In any case, due to the young age of the participants, the decision was made to run a LEGO/d6 based game with the simplest rules possible. This is what we came up with:

PC Stats

  • HP= 2+armor(number of pieces worn- shirt/armor/helmet/shield)
  • Movement=10-armor+1 for cape/robin hood cap
  • Encubrance-whatever lego pieces your character can carry comfortably
  • Initiative- go around the table in order, PC’s first, DM last(except in case of surprise)
  • Specialties(pick 1)
    • warrior- dual wield hand weapons, use great weapons(2 dmg)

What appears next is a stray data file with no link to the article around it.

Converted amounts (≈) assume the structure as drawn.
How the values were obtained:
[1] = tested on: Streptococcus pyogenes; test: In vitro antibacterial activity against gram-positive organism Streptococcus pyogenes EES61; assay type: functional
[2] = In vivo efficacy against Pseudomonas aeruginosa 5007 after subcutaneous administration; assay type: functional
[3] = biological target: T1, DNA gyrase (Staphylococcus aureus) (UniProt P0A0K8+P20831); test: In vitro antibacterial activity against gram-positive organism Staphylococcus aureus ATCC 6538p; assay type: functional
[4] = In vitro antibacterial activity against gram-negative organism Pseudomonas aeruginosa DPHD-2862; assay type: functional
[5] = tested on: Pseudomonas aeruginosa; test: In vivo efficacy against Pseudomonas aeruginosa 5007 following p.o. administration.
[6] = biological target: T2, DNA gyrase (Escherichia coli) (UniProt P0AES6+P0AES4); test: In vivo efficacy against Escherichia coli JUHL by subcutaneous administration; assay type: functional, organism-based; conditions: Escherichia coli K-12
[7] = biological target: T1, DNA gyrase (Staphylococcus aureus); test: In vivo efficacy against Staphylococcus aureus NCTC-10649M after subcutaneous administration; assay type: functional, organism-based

• magician- need a magic wand/hat/cape/scroll etc. Unlimited spells:
      • fly-anywhere on the board
      • crumble-touch effect on wall or other scenery
      • heal- heals all of this character’s damage. Touch effect
      • Hypnotize- they miss their next turn. Must get them to look at you
      • flame hand- shoots flames for 1 dmg. Range as lego flame

More Rules

  • Skill checks need 4 or higher on a d6. Specialists need 3 or higher. For example, Warrior attack needs a 3 or higher, while magician needs 4 or higher. Magician spell needs 3 or higher.
  • Melee weapons--if your weapon can reach him you can attack him.
  • Great weapons--big axe, big sword. Take two hands
  • Bows--line of sight, can’t be reloaded when engaged in melee. -1 for target behind partial cover

The Hunt is On!